Historia: the Alpha Rho Papers
The Argument over
Reincarnation in Early
During the first several hundred years C.E.
there existed a heated debate over the reality of
reincarnation within Christianity. This paper contains
the main evidence provided by those arguing for and
against the idea of reincarnation. Both sides were
represented by Christian theologians living at the time.
In the end, the idea of reincarnation was rejected as a
Christian doctrine and the reasons for this rejection are
Elizabeth Jenson is
a senior at the
University of Utah
where she majors
in history and plans
graduate school in
Elizabeth is a
member of the
Alpha Rho chapter
of Phi Alpha Theta.
The Argument over Reincarnation in Early Christianity
It is believed that in 553 A.D. during the Second Council of
Constantinople the idea of reincarnation was found to have no place in
the Christian Church. Although reincarnation was not officially rejected at
this council, those early Church Fathers who were accused of teaching the
idea of reincarnation had their works banned. 553 A.D. did mark the end
of the debate on reincarnation within the Christian community.
Observing the fact that reincarnation is not a doctrine typically taught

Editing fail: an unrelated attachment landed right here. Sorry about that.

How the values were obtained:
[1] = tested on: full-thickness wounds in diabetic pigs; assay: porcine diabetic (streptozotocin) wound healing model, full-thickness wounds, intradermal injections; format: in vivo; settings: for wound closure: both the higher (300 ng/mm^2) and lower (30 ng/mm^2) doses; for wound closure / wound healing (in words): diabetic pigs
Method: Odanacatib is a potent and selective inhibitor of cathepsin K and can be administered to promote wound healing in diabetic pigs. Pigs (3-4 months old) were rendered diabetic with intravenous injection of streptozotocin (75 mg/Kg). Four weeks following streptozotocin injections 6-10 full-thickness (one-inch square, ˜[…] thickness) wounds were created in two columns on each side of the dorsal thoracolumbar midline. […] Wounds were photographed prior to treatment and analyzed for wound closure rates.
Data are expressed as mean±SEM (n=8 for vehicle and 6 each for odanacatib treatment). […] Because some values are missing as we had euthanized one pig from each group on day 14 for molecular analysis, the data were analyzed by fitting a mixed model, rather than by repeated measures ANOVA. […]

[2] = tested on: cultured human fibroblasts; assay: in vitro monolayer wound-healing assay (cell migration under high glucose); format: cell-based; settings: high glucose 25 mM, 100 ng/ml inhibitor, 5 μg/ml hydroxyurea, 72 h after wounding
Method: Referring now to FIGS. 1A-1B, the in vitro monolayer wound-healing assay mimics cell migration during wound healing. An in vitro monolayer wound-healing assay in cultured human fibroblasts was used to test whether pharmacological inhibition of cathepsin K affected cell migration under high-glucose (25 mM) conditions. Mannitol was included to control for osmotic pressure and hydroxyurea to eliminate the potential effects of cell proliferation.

within Christianity today one might assume that this council was called to
settle an argument about reincarnation and its supplemental ideas between
Christians and non-Christians. This was not the case.
Although the idea of reincarnation was rejected by the Christian
Church as a doctrine because it was believed to contradict the doctrine of
corporeal resurrection and undermine the need for Christ’s redemptive
sacrifices, it was a belief held by many early Christian theologians such as
Valentinus and Basilides of Alexandria. However, many Christian
theologians in the first several centuries of Christianity, such as Saint
Justin Martyr, did not believe in, or teach about reincarnation. There were
also those early Church Fathers, like Origen of Alexandria, who were
conflicted by the idea, and this internal conflict has been observed
throughout their writings. To better understand how some of the early
Church Fathers could teach reincarnation and still consider themselves
Christian, it is imperative to understand where their belief in reincarnation
Many of the early Christian theologians who believed in the idea
of reincarnation were taught their religious beliefs at, or near Alexandria,
Egypt; these are theologians including Basilides, Valentinus and Origen.
Christian and non-Christians alike that were living in or near Alexandria
were still greatly influenced by the ideas of Plato. Plato is well-known for
his writings in science and philosophy. Plato also saw himself as a spiritual
man and had many ideas on religion and theology.
First and foremost,
Plato believed in reincarnation. He taught that human souls had
previously existed in a perfect world and there enjoyed the presence of
God. Somehow these souls committed some sin and fell from God’s
presence and were placed into physical bodies on Earth as a punishment.
The purpose of life is to correct the soul’s initial mistake and to return to
Head, Joseph and Cranston, S.L.,
Reincarnation in World Thought: A Living Study of
Reincarnation in All Ages; Including Selections from the World’s Religions, Philosophies and
Science, and Great Thinkers of the Past and Present.
(New York: Julian Press, 1967)